Nice Work EU: You've Given Google An Excuse To Offer A Censored Search Engine In China
from the handing-authoritarian-states-easy-victories dept
We’ve already explained why we think Google is making exactly the wrong move in experimenting with a government-approved censored search engine in China, called Dragonfly. However, the company continues to move forward with this idea. CEO Sundar Pichai gave an interview with the NY Times, in which he defends this move by… arguing it’s the equivalent of the “Right to Be Forgotten” in the EU, with which Google is required to comply:
One of the things that?s not well understood, I think, is that we operate in many countries where there is censorship. When we follow ?right to be forgotten? laws, we are censoring search results because we?re complying with the law. I?m committed to serving users in China. Whatever form it takes, I actually don?t know the answer. It?s not even clear to me that search in China is the product we need to do today.
A few people, who I respect, have tried to argue that this analogy is unfair. Mathew Ingram has a story at the Columbia Journalism Review that rightly points out the differences between deleting content because the subject of that content complains vs. when the government wants things disappeared. Former Facebook Chief Information Security Officer Alex Stamos argued that the comparison is “amoral and mendacious.” He too agrees that there are problems with the RTBF in the EU, but China’s censorship is to a different degree:
The “right to be forgotten” is a form of censorship that has been abused by many individuals and it’s application extra-territorially should be resisted. However, China’s censorship regime is a tool to maintain the absolute control of the party-state and is in no way comparable.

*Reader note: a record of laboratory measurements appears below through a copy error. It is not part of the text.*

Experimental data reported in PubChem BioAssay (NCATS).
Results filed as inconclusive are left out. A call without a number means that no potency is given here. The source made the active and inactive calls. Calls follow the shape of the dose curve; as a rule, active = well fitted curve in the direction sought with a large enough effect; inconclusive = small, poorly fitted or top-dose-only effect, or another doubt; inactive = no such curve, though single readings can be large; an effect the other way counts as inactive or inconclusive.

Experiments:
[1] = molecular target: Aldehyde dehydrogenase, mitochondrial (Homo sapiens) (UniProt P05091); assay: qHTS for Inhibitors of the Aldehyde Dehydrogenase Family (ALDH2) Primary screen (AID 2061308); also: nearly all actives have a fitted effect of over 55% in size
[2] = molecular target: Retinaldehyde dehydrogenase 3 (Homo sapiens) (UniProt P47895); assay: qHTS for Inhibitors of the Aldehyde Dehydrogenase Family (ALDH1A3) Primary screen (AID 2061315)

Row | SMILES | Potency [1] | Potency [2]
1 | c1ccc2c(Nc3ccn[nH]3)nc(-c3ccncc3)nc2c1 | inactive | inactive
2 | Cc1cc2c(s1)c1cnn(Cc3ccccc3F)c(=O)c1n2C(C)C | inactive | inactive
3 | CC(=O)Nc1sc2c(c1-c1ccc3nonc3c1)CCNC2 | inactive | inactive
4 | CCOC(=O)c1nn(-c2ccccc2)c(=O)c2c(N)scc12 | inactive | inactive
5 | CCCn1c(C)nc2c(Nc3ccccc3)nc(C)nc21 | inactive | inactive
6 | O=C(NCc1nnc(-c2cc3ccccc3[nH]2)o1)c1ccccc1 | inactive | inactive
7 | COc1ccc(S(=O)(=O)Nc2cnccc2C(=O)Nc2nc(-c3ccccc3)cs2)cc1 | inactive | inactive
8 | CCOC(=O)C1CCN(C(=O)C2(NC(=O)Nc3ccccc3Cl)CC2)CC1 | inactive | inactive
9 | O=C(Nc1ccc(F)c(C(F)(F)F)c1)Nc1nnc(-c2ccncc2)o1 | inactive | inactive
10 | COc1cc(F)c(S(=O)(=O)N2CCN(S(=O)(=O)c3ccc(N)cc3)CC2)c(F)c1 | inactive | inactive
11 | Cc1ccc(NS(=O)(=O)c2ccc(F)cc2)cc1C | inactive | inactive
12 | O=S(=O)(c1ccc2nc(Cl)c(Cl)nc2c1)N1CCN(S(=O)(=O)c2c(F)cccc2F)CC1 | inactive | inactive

I both agree and disagree with this statement. What China is doing is to a different degree. But the mechanisms and the concepts behind them are the same. Indeed, we’ve pointed out for years that any move towards internet censorship in the Western World is almost immediately seized upon by China to justify that country’s much more aggressive and egregious political censorship. Remember, back when the US was considering SOPA/PIPA, which would have censored whole websites on the basis of claims of copyright infringement, the Chinese government gleefully pointed out that the US was copying China’s approach to the internet, and pushing for a “Great Firewall” for “harmful” information. It’s just that, in the US’s case, that “harmful information” was infringing information that hurt the bottom line of a few entertainment companies, while in China, they saw it as anything that might lead to political unrest. But, as they made clear, it was the same thing: you guys want to keep “harmful” information offline, and so do we.
That push for SOPA/PIPA gave the Chinese cover to continue to censor the internet — and now the EU and its silly Right to be Forgotten is doing the same thing. So, yes, the style and degree of the censorship is not the same — but the nature of what it is and how it’s done continues to give massive cover to China in dismissing any complaints about its widespread censorship regime.
That said, it is reasonable to point out that Sundar Pichai should not be helping out the Chinese in furthering this argument on the pages of the NY Times… and I’d agree with you. But at least some of the blame must fall on the EU and other governments which have increasingly moved towards internet censorship regimes. Even if they’re done for a different purpose, authoritarian regimes will always seize on them to excuse their own such behavior.